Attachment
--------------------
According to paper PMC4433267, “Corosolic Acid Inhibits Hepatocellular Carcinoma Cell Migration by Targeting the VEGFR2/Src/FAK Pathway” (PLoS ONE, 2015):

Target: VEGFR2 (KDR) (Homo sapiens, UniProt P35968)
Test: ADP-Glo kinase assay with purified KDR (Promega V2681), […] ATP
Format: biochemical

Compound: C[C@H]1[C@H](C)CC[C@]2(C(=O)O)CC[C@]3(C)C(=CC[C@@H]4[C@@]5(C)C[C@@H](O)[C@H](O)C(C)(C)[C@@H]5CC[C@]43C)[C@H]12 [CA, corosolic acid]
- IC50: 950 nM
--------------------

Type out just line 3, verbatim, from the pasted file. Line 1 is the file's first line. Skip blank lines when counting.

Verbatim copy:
Test: ADP-Glo kinase assay with purified KDR (Promega V2681), […] ATP